“Beth, the way you say that, you get the timing. Are you sure you are not French?”
That was one of the best compliments I have ever received: two French lovers who relocated to Sydney told me, the American, that I remind them of their homeland. Dave chimed in,
“She is. Beth has family from France.”
Then they said they would protect me from Melbourne and its allergens next time we are here: “We will watch Beth.” I quickly interjected,
“Dave, I will connect with a Hemsworth brother until you return.” We all laughed. It did feel like home.
Thank you, Sydney! Dave and I have been staying in the lovely Darlinghurst neighborhood, which is east of Sydney’s Central Business District (CBD/downtown), if I have my coordinates correct. Each morning, wherever we are, I wake up with Dave and walk him to work. This is the first trip that I have done every single day, except on thunderstorm-asthma day. Today, I walked Dave down Darlinghurst Road, took a left on Williams, and walked down the big hill past the giant Coca Cola sign. Then as we did our usual diagonal walk through Hyde Park to Pitt Street, I was filled with melancholy.
“Dave, I knew this would happen and I am not sure you will believe me. I recognize I threatened to go home, especially during the allergy stuff, but come on, that is totally understandable, right? Today, I feel a little sad. I am not sure I am ready to go. I really like the rhythm. I have enjoyed my time here.”
True to our boys’ assessment,
“Mom, you love-hate everything!”
This trip has been no different. I love connecting with old friends. I hate thunderstorm asthma. I love where we are staying. I hate that it was not clean when we arrived. I am sad to leave. I am really excited to get back home. Five weeks is long. Flying from London to Melbourne is really long. Five weeks also flew by.
This evening Dave & I had dinner in our Darlinghurst neighborhood at an amazing place with an awesome name, #eatfuh. Yes, that is what it is called. We returned to our rental making plans for tomorrow’s flight. After stress eating 3 gluten free Hob Knobs I picked up in London, I felt a disturbance in the force. It took me another five minutes to realize my jacket was missing. Dave and I walked back to #eatfuh. As we stepped inside, our sweet waiter was holding something in his arms. It was my jacket. Thank you Sydney.
We arrived at the airport this morning. As fate, or Hollywood, would have it, I spotted another actor: Richard E. Grant.
I was like,
“Hey Dave, it’s that actor guy. I really like him. He looks better in person.”
And now we are waiting for our flight. ❤️ Until next time Australia.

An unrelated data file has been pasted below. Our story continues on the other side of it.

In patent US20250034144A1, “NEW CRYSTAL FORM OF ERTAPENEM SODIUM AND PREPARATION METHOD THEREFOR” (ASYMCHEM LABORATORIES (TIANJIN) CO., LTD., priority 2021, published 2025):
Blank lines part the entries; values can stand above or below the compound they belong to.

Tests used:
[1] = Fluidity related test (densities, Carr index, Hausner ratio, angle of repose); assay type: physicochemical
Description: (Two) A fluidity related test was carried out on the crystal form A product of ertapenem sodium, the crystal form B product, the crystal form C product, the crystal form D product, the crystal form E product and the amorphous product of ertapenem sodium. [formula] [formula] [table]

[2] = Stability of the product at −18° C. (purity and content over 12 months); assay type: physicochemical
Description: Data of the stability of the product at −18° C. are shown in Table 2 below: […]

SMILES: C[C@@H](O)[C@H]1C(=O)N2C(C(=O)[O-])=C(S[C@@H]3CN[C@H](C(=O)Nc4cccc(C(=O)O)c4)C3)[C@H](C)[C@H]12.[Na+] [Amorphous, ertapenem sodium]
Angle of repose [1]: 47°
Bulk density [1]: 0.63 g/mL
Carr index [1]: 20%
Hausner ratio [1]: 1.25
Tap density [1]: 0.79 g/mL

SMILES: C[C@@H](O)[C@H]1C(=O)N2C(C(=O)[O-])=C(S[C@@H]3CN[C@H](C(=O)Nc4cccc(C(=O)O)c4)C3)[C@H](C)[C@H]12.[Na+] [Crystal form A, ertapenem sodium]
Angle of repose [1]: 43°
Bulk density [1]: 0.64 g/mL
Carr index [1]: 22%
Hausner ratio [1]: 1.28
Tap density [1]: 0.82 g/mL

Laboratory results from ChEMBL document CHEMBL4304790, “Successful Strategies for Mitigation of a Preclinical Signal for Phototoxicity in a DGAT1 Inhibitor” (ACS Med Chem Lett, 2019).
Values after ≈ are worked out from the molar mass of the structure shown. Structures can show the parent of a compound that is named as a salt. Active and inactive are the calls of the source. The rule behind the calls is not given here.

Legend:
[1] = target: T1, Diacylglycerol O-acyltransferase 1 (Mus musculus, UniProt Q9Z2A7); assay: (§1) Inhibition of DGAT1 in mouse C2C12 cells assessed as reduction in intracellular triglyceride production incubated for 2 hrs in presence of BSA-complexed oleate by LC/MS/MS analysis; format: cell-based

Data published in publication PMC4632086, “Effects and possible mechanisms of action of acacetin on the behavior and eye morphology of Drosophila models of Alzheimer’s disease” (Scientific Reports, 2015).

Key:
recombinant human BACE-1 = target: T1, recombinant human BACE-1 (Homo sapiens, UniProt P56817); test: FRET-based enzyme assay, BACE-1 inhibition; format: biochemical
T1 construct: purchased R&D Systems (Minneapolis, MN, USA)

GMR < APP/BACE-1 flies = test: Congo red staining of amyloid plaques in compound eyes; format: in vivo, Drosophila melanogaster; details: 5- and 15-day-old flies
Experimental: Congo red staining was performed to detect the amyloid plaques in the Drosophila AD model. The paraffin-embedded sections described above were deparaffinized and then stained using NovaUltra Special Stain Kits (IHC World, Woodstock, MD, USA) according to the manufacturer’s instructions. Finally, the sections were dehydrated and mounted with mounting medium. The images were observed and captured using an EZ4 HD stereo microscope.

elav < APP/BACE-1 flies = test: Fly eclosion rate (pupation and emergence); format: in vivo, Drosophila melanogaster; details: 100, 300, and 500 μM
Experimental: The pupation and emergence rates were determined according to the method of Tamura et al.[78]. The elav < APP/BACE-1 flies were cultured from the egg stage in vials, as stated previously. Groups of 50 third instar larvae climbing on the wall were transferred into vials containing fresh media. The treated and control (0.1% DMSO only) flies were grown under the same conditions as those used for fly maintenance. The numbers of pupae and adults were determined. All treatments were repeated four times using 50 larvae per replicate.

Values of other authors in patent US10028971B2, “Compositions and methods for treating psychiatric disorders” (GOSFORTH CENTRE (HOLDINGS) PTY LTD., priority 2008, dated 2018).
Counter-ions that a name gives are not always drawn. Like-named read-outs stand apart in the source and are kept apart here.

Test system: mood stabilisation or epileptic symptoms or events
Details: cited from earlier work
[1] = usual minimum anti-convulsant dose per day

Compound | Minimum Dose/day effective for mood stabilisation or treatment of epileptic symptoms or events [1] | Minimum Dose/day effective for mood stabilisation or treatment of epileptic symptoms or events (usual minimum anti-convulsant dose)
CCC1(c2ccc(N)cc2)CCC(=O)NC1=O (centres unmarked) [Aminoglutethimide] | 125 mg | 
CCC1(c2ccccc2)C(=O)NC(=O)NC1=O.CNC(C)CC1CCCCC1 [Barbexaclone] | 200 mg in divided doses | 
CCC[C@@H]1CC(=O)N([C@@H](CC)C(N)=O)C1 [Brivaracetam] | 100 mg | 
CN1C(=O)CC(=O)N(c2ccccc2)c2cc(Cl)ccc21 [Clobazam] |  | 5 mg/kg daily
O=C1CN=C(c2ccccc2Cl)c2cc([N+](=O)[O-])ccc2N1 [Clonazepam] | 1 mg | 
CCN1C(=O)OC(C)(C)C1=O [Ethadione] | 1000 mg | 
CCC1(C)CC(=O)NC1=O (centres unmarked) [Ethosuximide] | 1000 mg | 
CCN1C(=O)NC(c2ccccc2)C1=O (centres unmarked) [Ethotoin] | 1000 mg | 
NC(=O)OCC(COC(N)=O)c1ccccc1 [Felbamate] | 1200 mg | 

The other day I took both boys to the orthodontist. Kyle usually drives himself, but his car was in the shop. I had just returned from the dentist. I had two fillings — both related to clenching my teeth. It was lunchtime and the waiting room was clearing out. As I sat in the orthodontist’s office all numb-mouthed, the orthodontist’s wife, who also manages the offices, came up to talk with me.
“Beth, you Adams’ have had quite a year. How are you all doing?” She asked.
“Yes. We have. With Eli’s broken jaw, Dave’s bad concussion and my broken hand, you would think we were accident prone. I like to say we are active.” I laughed and then explained why I was also talking funny. She said I didn’t have to talk, but then continued the conversation. After telling me about her six kids and telling me,
“The last one to leave home is the hardest.”
“I have the two. Kyle and Eli,” I said.
“Wow!” she said, and continued, “I just assumed you had more.”
Ok. I never hesitate to mention the truth anytime anyone, I mean anyone, including the sweet wife of my sons’ orthodontist, says anything about how I should have more children, which is,
“Yes. I wanted more. I tried for years.”
She was silent. And sure, that particular sentence usually does stop people in their tracks. My guess is within about ten seconds, she had done the math, and realized that Kyle will quickly be followed by Eli. Meaning, I am also at the end.
I am sure she was relieved when I was suddenly called back to talk to talk the orthodontist. Wait. Maybe she just #911s him when things get uncomfortable.
Anyway, with Kyle graduating from high school in two months and Eli graduating in two years, of course I have found myself extra reflective and totally weepy. My mom was right when she said,
“It will go by fast. Enjoy every moment.”